FIGURE 1miRNAs can impact viral infection directly by interacting with viral genes or indirectly by regulating host genes that play a role in the infection. miRNAs are derived from transcripts that contain stem-loop structures which get recognised and processed by a series of enzymes to generate the short (~22 nt) duplex RNA. One strand of the duplex is preferentially incorporated into the RNA-induced silencing complex (RISC) and guides this complex to mRNAs or other viral elements that contain regions of complementarity to the miRNA

microRNA manipulation as a host-targeted antiviral therapeutic strategy

Genomics, Issue 6 2011 / 13 December 2011 / Nouf N. Laqtom, University of Edinburgh & King Abdulaziz University and Amy H. Buck, University of Edinburgh

microRNAs (miRNA) are a class of non-coding RNA that regulate the precise amounts of proteins expressed in a cell at a given time. These molecules were discovered in worms in 1993 and only known to exist in humans in the last decade. Despite the youth of the miRNA field, miRNA misexpression is known to occur in a range of human disease conditions and drugs based on modulating miRNA expression are now in development for treatment of cancer, cardiovascular, metabolic and inflammatory diseases. In the last six years, an increasing number of reports have also illuminated diverse roles of cellular miRNAs in viral infection and a miRNA-targeting therapy is currently in phase II clinical trials for treatment of the Hepatitis C virus. Here we review the literature related to miRNAs that regulate viral replication and highlight the factors that will influence the use of miRNA manipulation as a broader antiviral therapeutic strategy.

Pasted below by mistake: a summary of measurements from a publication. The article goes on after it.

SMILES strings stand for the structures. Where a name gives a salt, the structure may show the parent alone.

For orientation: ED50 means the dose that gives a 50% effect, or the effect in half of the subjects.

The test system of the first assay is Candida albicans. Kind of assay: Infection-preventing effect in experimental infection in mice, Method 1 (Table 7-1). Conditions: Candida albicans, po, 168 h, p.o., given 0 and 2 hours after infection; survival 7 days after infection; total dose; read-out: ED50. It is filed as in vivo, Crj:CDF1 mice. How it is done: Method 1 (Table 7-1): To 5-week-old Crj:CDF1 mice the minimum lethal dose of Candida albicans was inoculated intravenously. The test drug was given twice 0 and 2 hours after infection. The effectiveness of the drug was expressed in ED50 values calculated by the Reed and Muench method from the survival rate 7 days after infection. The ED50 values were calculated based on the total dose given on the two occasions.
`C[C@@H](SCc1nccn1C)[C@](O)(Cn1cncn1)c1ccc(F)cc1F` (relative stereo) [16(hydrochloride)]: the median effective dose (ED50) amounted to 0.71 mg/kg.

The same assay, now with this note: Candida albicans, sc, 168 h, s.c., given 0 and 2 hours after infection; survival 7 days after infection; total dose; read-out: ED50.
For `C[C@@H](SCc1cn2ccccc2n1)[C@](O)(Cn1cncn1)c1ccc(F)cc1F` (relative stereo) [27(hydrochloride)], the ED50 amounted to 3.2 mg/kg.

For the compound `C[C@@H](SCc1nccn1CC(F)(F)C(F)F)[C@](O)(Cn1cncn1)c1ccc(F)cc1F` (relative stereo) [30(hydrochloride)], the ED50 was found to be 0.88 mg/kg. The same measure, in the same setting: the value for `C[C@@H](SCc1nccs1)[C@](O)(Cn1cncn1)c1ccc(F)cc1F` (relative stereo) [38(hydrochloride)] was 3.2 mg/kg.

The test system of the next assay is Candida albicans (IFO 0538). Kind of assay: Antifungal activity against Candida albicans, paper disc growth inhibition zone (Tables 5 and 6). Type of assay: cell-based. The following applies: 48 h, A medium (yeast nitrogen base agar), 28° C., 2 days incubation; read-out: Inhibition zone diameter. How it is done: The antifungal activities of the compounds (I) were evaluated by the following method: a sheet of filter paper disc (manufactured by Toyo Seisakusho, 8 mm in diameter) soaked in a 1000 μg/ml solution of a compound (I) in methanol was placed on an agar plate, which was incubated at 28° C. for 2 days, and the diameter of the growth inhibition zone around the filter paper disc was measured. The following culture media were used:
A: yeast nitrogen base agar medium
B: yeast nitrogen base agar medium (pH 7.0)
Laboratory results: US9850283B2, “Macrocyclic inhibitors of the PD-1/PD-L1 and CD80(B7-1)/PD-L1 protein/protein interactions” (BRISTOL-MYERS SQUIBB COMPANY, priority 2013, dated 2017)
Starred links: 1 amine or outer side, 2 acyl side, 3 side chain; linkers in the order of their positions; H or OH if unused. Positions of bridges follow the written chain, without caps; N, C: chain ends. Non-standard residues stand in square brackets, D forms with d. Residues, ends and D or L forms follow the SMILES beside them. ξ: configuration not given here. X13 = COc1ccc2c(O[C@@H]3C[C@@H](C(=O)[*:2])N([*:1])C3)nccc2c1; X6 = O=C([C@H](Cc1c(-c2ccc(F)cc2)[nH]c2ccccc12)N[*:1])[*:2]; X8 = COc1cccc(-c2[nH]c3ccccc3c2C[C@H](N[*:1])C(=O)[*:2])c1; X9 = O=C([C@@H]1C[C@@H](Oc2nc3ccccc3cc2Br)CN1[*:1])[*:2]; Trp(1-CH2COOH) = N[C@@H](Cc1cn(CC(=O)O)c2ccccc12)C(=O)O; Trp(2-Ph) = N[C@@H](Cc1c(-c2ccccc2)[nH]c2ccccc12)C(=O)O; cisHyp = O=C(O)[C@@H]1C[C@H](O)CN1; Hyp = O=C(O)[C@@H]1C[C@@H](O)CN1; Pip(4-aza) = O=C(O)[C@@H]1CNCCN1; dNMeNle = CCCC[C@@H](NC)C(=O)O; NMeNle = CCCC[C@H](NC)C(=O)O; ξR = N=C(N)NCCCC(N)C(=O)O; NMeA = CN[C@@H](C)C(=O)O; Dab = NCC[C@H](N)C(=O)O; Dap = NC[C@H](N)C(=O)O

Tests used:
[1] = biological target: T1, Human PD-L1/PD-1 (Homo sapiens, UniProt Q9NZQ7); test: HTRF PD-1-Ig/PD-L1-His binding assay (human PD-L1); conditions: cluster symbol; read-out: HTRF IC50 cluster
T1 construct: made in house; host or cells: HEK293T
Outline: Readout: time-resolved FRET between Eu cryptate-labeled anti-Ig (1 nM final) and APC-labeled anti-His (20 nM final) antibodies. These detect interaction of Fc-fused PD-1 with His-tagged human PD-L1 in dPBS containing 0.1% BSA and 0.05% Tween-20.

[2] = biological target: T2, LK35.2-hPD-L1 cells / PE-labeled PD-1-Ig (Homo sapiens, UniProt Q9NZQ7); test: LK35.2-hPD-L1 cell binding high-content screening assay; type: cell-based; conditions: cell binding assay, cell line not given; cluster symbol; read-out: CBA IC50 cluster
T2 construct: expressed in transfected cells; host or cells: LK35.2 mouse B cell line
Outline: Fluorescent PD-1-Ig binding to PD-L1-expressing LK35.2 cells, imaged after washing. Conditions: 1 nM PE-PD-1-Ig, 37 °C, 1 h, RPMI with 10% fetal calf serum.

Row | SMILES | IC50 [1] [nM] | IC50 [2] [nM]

microRNAs (miRNA) are a class of small noncoding RNA that bind to messenger RNAs (mRNA) and regulate the amount of specific proteins that get expressed. These small RNAs are derived from longer primary transcripts that fold back on themselves to produce stem-loop structures which are recognised and processed by Drosha and co-factors in the nucleus followed by Dicer and co-factors in the cytoplasm, resulting in a ~ 22 nucleotide (nt) duplex RNA, for review see1,2. One strand of the duplex is preferentially incorporated into the RNA-induced silencing complex (RISC) where it then mediates binding to target mRNAs. These interactions lead to decreased protein getting produced from the transcript, due to RNA destabilisation and/or inhibited translation3 (Figure 1). miRNA-mRNA recognition generally requires perfect complementarity with only the first 6-8 nt of a miRNA, termed the ‘seed’ site4. Each miRNA therefore has the potential to interact with hundreds of target mRNAs3,4 and the majority of human protein-coding genes contain miRNA binding sites under selective pressure5. Therapeutic interest in miRNAs has been supported by studies in model organisms demonstrating key functions of individual miRNAs in cancer, cardiac disease, metabolic disease, neuronal and immune cell function6.